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Hex Tech: The Crisis and Opportunity of a Programming-enabled BI Platform

Data practitioners often jump between various tools, and this fragmentation leads to problems in collaboration, sharing, and productivity.

The increase in enterprise cloud data volumes and the emergence of data transformation, model building, and visualization tools have driven the rise of modern data stacks. Most companies are increasing their investment in data teams to adapt to constantly changing demands. However, it's not hard to find that sharing and publishing data work is still complicated, and data practitioners often need to use multiple tools, such as Jupyter Notebook, SQL scratchpad, Google Docs, etc.At the same time, more and more enterprises are beginning to require non-data employees to have data literacy, such as product management, finance, and business operations personnel. However, traditional tools are difficult to get started with and are not user-friendly for non-technical users. Additionally, the growth in workload further leads to collaboration and sharing issues.Hex is targeting this market. It provides a cloud-based programming environment where users can program in Python/R+SQL, and it also supports data visualization and relationship viewing between data. Hex also has excellent collaboration capabilities and supports sharing. The visual reports generated by Hex can be shared as App-compatible formats or embedded into online document tools like Notion.

In short, Hex provides customers with collaborative data science programming tools, where users can leverage data science computational capabilities, collaborate on programming, and generate dynamic BI reports directly. In summary, it can be understood as a BI platform with programming collaboration capabilities.

Discovered Collaboration Needs While Working at Palantir

Hex was founded in 2019 by three co-founders who met while working at Palantir. In their work, they found that sharing and publishing data tasks were extremely difficult, workflows were severely isolated, and collaboration was subpar. They believed that there was a demand for tools like Figma for designers and what Notion did for documents in this market. Therefore, Hex aims to integrate the best Notebook and data visualization into a single platform.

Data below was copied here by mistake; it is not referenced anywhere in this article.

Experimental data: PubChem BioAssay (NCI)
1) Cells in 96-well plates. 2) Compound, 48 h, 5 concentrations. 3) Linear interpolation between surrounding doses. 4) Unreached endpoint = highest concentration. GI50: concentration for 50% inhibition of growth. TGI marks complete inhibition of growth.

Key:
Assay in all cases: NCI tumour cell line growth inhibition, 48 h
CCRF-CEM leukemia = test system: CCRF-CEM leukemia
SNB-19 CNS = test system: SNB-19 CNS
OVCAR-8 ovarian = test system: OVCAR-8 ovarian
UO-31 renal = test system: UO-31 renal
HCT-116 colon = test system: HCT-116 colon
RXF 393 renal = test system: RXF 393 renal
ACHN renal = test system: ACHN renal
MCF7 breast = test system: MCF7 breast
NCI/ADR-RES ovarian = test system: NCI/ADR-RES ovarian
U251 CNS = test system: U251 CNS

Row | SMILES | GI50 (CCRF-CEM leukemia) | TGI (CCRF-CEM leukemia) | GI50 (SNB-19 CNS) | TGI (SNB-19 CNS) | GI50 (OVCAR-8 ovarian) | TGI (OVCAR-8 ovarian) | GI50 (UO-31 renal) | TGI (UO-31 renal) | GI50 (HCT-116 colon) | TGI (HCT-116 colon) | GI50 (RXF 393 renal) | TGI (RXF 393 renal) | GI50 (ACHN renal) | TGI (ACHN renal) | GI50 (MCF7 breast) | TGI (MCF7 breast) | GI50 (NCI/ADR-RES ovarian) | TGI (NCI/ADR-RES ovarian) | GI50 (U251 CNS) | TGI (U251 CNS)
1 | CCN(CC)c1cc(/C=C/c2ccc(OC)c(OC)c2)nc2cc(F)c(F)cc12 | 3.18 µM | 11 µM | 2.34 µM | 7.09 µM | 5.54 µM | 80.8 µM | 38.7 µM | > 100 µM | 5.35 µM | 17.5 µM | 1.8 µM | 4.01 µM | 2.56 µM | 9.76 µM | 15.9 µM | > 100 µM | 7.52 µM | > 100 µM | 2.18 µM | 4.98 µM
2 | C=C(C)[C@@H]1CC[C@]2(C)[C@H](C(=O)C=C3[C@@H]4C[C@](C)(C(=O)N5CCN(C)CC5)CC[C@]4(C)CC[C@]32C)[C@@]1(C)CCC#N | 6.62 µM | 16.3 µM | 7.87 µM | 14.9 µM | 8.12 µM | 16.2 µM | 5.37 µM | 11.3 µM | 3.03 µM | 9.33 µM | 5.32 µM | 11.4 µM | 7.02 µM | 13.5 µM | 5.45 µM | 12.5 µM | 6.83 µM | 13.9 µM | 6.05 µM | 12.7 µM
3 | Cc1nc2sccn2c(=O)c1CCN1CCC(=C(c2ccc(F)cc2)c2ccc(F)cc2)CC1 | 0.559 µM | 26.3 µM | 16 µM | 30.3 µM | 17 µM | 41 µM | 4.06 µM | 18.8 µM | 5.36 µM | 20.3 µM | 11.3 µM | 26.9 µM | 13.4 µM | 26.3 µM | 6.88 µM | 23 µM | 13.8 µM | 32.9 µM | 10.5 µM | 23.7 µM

Hex makes code-based workflows more accessible by connecting users across the technical spectrum, enabling stakeholders to raise and answer questions, collaborate, and accumulate knowledge. Before the Hex platform, data scientists and analysts often jumped between multiple tools. This fragmentation led to problems with collaboration, sharing, and productivity. Hex is committed to eliminating this user friction, allowing data teams to focus on their work.

Image source: Hex official website

Cloud and AI Drive Continued Market Growth

According to a report by Fortune Business Insights, the global data analytics market size is expected to reach $656 billion by 2030, with a compound annual growth rate (CAGR) of 13.4% from 2022 to 2029.

The industry's growth is primarily driven by three factors: firstly, the increasing application of predictive data analytics tools; secondly, the continuous shift of data storage to the public cloud; and finally, the rise of AI and ML in enterprise applications. In addition, the growth of cloud data platforms and the surge in ETL and data maintenance tools make it easier for businesses to adopt and maintain cloud data warehouses.

2015~2022 Global Share of Enterprise Data Stored in the Cloud Image source: Statista

A rapid growth Based on Subscription

Hex's customer base is mainly comprised of two categories. The first category consists of professionals in the data field, such as data scientists and data analysts. The second category includes non-data professionals who aim to expand their knowledge, such as product managers, business operators, and financial personnel. Hex aims to bridge the gap between data teams and non-technical stakeholders.

For these two user groups, Hex offers four levels of subscription pricing based on seats. For individual users, the community level is usually chosen, which provides up to 5 free projects. For data professionals or small teams, the professional level subscription is suitable, with a monthly fee of $36 per editor.